Today we flew from Darwin to Stanley, the capital of the Falklands and the home of most of the 2500 Falkland Islanders. We were met the the Stanley Airport and taken on a tour of Stanley, which included a visit to the impressive museum, which is housed in a former Argentine airline office. The Argentines no longer reure the building. The only Argentines who visit there either come by cruise ship or on a once monthly Lan flight from the southern Argentine city of Rio Gallegos.
Early in the afternoon we were delivered to Lafone House, our lodgings for the next three and final days of our Falkland's tour. Lafone House is run by Arlet, a charming and very warm lady who made us feel completely at home in the first few minutes we were there. By luck, I guess, we were assigned to the master bedroom of the house which has a lovely view across Stanley Harbour. The house, which came to the Falklands in kit form was built by the Falkland Islands Co. as a manger's home and is of modern Scandinavian design.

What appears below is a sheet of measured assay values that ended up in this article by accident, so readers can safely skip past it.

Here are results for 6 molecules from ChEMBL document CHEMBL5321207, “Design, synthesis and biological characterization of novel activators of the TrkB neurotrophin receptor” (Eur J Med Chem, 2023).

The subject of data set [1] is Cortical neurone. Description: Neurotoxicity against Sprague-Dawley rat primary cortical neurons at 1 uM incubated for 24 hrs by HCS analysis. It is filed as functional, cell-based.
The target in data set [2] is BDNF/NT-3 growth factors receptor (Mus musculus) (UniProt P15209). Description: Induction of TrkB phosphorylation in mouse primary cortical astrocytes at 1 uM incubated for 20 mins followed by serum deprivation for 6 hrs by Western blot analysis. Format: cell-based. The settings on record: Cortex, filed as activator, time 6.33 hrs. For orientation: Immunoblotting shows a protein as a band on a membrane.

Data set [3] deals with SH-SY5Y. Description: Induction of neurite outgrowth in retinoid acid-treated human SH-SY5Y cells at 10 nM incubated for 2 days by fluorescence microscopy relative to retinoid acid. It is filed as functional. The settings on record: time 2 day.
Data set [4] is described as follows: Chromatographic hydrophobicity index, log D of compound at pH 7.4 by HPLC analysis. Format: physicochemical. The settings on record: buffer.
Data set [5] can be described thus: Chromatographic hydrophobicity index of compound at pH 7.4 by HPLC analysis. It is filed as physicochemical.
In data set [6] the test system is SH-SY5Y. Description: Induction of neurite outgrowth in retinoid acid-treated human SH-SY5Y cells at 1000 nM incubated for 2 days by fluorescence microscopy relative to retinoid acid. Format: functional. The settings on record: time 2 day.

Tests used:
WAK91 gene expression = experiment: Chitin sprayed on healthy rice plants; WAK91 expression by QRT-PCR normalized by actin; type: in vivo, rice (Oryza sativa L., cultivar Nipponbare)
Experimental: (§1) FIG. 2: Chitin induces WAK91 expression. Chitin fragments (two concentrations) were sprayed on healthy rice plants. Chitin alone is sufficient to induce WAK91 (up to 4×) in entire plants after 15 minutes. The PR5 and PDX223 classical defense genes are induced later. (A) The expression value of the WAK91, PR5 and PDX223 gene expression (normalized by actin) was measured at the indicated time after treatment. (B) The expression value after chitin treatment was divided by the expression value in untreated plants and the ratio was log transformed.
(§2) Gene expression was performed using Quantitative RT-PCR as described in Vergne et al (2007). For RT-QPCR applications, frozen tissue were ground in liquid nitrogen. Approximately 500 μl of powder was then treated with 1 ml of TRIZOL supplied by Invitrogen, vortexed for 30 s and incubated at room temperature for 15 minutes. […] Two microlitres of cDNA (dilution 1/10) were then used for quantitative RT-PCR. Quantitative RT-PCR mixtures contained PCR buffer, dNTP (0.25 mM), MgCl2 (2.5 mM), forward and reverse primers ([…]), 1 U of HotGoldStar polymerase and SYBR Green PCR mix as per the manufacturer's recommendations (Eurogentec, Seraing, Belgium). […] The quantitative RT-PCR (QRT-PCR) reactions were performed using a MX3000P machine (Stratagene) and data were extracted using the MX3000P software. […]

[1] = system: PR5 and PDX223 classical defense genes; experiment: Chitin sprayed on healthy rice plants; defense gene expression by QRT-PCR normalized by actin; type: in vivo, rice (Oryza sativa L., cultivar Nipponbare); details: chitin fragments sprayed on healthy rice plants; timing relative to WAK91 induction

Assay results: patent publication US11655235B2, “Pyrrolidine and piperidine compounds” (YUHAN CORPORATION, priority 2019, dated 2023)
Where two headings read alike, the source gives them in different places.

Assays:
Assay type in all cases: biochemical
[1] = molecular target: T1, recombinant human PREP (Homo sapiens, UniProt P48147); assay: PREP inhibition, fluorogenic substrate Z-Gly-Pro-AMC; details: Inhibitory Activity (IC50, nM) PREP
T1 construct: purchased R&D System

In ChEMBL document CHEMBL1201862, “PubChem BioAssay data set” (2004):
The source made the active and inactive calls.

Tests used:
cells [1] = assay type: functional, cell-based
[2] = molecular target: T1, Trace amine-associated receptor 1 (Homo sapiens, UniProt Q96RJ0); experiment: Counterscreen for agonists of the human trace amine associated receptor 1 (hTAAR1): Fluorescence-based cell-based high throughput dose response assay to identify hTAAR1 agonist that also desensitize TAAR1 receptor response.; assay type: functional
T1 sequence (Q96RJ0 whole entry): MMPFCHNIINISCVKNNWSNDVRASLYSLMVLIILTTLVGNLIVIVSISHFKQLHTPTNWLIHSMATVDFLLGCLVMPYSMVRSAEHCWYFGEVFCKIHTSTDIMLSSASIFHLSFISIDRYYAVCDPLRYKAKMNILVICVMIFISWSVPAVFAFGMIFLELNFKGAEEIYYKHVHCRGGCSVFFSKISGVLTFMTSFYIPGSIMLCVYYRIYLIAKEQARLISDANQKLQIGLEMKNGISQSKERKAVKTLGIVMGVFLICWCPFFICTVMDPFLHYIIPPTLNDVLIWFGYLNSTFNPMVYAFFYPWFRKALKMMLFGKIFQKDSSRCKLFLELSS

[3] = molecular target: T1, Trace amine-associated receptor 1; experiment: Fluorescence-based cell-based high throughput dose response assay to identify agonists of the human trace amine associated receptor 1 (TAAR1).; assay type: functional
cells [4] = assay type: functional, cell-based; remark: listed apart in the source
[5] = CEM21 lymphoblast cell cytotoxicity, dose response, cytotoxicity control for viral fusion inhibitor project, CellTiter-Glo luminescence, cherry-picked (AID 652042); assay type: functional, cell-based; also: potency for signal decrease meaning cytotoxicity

Also staying there were eight Argentines, who were all photographers. Many of the Argentines who come to the Falklands are veterans of the 1982 war.
Dinner was not included at Lafone House so we went up the hill to a nearby restaurant named Shorty's. They featured Chinese style meals as well as fish and chips. The fish used is mullet; a locally caught fish, not to be confused with the once popular hair style of the same name.
An interesting feature at Shorty's was a play area for small children at one end of the dining room. We were surprised by the large number of young families who brought two and three year olds out to dinner with them which made the play area very useful.